But while the touchdown would undoubtedly have given the Ravens the best chance to win the game, a turnover on downs also gave them the best chance to lose the game. Buffalo’s win probability before the fourth-down play was 33%. After Jackson’s end-zone interception, it shot to 58% even as they were backed up on their own 2. [Full disclosure here: I’ve noted recently my side eye at win probability in today’s NFL.]

The Bills consume the most time per drive, most yards per time and have the second-most plays per drive in the league. They have the best third-down offense in the league (55.8 percent conversion rate) and are 5-of-7 on fourth down.

Harbaugh had faith in his defense, just as he had faith in his offense in what was somewhat better than a coin-flip play. But it was the same defense that two weeks before on the same field saw a 21-point lead against the Dolphins evaporate. And on Sunday, a 17-point lead disappeared.

Not only that, but four minutes and three timeouts with an MVP candidate as the opposing quarterback is an eternity.

Whether the Ravens kicked the field goal or got the touchdown, the defense would have still needed to prevent a Buffalo touchdown. There’s also nothing to suggest the Bills wouldn’t have tried to end the game with a 2-point conversion, on the road, in poor conditions, against a defense that would have just been gutted. If the Bills crossed the Baltimore 35 down three points, the game would very likely have reverted back to a three-down game. The Ravens also had two timeouts of their own at the start of the Bills drive to preserve time in the event of a quicker field goal to tie the game.

Going for the touchdown increased the Ravens’ odd of winning the game, and that’s the point of this magnificent experiment we call competitive sports. Failure to succeed in that one play also increased their odds to lose. The 2-2 Ravens would love to be 3-1 today, but they wouldn’t mind 2-1-1 either.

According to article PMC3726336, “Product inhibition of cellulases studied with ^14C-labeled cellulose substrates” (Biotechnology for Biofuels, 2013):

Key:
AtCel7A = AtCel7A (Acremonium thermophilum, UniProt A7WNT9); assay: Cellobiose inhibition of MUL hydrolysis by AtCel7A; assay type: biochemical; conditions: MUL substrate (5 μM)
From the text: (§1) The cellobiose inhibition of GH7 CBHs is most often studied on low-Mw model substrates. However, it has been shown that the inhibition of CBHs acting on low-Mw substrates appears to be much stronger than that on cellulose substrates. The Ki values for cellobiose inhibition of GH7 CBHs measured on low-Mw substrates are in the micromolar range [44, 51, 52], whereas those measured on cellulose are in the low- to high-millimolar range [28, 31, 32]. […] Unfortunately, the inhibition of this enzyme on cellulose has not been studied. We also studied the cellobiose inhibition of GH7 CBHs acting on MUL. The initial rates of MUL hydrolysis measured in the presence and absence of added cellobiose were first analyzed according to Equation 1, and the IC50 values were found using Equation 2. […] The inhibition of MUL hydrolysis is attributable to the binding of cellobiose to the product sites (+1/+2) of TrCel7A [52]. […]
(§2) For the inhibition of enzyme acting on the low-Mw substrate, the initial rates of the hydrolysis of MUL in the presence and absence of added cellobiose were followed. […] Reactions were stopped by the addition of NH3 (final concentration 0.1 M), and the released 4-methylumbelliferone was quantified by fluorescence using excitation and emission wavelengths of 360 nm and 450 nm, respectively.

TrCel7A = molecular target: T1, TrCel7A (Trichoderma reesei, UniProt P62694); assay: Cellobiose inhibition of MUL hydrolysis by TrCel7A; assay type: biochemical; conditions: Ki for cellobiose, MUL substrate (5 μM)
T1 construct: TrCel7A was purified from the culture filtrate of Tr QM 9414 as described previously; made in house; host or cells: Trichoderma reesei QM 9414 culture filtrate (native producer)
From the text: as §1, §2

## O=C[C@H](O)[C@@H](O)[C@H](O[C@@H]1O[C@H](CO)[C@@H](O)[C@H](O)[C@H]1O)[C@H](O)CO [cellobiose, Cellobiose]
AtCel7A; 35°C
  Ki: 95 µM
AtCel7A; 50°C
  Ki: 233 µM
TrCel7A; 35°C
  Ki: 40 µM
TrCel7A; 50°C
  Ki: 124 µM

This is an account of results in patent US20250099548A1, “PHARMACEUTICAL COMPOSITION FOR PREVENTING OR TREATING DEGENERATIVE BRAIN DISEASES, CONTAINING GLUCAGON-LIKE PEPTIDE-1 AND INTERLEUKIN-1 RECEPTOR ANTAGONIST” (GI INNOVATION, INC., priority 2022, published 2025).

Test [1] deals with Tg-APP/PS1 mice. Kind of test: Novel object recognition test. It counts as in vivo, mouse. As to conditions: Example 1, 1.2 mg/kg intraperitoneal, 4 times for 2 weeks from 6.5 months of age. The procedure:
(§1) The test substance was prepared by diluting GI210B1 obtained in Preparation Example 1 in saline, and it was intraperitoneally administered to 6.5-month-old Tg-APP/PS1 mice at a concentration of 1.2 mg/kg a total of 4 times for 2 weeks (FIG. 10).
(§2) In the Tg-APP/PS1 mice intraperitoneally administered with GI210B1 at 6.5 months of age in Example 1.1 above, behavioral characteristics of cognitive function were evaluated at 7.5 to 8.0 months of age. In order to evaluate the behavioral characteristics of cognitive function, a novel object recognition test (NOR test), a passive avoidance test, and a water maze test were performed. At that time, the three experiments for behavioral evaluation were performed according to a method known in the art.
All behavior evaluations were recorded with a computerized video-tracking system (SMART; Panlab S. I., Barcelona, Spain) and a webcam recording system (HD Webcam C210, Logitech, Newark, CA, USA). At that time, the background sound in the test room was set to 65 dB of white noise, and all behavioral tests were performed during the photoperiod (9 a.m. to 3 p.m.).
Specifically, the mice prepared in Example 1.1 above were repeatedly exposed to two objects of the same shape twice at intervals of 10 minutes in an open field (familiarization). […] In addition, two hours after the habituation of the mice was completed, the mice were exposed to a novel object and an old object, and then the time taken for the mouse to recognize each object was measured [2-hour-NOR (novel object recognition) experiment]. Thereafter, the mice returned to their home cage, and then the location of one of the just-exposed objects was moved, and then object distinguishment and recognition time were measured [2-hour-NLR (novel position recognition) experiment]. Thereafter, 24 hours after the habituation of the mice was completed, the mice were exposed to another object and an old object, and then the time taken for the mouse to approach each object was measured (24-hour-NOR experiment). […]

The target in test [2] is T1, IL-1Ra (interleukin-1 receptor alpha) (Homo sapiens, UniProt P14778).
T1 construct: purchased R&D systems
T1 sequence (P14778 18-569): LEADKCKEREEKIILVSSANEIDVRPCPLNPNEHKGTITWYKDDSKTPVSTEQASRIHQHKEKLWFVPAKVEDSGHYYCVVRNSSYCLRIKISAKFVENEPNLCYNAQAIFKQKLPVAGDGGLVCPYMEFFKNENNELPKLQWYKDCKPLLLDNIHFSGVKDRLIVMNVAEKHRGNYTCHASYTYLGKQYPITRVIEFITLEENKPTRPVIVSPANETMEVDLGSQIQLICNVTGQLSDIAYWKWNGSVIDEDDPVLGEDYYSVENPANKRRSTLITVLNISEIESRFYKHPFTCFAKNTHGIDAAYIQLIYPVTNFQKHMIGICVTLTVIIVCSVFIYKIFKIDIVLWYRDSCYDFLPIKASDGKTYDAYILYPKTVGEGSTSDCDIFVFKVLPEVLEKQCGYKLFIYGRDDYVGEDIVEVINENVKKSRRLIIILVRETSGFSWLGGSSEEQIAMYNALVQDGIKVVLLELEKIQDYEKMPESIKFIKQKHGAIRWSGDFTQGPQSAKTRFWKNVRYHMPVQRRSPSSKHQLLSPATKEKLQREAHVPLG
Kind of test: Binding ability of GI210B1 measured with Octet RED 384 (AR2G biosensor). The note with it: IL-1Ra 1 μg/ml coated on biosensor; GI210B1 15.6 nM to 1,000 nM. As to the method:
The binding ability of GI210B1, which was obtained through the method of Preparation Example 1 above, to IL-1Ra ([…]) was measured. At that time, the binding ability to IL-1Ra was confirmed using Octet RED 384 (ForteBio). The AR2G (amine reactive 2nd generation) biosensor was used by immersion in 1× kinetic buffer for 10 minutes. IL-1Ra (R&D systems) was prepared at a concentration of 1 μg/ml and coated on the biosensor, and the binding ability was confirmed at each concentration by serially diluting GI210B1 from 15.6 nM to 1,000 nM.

No Cowboys QB controversy despite Rush’s success

I can’t believe I have to say this, but there is no quarterback controversy in Dallas. The Cowboys will start Dak Prescott when he’s healthy to play, and that very well may be this week against the Rams.

Rush has exceeded expectations in his interim role, and he’s the first Dallas quarterback to begin his career 4-0 as a starter. He has a passer rating above 100 this season and hasn’t turned the football over as the Cowboys are undefeated under his watch.

His unblemished record is proof of the Cowboys’ belief in Rush, but it does not signal any sort of quarterback controversy. When a plan is carried out just as you hoped it’d be, it’s not time to change the plan.

Jerry Jones raised some eyebrows last month when he said he’d welcome a quarterback competition in Dallas. That’s because it would make his team interesting, and when his team is interesting he makes more money. The Cowboys are the highest-valued team in the NFL, in part, because of the things Jerry Jones says.

Benching an undefeated starter is one of those good problems that folks like Jones get lucky enough to have to deal with.

More Week 4 insider notes

  • I would expect the Patriots to, at the very least, sign a quarterback to the practice squad by Tuesday afternoon. Though it’s a good sign they didn’t place Mac Jones (ankle) on IR with a designation for return, it’s unclear if he will be able to play this week against the Lions. Brian Hoyer is in the concussion protocol and wouldn’t be able to practice until late in the week if he’s even cleared. Bailey Zappe is the lone healthy option at QB, and whether he starts against the Lions or (in the possible chance) backs up Jones, New England still needs someone to run scout team this week. No team is scoring more points or gaining more yards than Detroit, so New England’s defense has to get a decent look in this week of practice.
  • Emotions run hot, and the Ravens know exactly the type of personality Marcus Peters is. I don’t expect any fallout internally from his sideline reaction Sunday.